Passover Sedition

The simple fact that the Jews continued to celebrate Passover can be said to be a seditious act. The entire holiday, after all, is based on the liberation of the Jews from oppression. While the Jews were technically free people under Rome’s authority and were allowed to continue practicing their traditional way of life, more than a few Jews likely drew unpleasant comparisons between Caesar and Pharaoh. 

In addition to being a holiday with dangerous roots in Rome’s eyes, Passover was the time of year when Jews would travel from all over the country to make sacrifices in Jerusalem. So, every year, Roman soldiers had to deal with a holy city in a rebellious country overflowing with zealous people celebrating a seditious holiday. Every Roman soldier had to be practically twitching in place. Into this complete mess marches Jesus who is hailed as the Messiah. Small wonder it only took a week for Him to be arrested. The soldiers must have wanted to grab Him as soon as He set foot in the city.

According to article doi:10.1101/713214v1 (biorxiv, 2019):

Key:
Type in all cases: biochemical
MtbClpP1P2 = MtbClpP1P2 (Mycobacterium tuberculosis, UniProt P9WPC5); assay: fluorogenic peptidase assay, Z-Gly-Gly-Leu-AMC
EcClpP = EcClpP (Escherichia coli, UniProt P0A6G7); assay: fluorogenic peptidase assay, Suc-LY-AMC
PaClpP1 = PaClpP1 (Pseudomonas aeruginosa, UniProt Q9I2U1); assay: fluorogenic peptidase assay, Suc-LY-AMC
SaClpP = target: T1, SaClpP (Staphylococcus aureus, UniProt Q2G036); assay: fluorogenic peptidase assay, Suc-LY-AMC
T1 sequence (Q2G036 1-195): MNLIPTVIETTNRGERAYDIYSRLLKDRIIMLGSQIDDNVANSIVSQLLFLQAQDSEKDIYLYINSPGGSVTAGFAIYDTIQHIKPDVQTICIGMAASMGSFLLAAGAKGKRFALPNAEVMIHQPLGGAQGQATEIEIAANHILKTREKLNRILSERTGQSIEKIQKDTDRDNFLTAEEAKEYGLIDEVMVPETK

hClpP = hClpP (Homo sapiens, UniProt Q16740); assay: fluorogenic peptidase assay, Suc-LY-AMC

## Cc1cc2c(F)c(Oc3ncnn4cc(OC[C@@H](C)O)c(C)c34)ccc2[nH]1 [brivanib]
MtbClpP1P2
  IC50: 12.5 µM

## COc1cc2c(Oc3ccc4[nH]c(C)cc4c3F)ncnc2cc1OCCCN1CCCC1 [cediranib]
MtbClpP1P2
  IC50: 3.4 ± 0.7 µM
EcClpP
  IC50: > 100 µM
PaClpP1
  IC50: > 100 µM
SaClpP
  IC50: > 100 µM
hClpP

Despite what some people say, context is important when reading the Bible. It is important to have the context of surrounding verses or chapters when reading a specific segment of Scripture, and it is important to have the cultural context in mind when examining familiar stories. Do both of these and an entire world will open up from beneath the dust of time that has obscured it.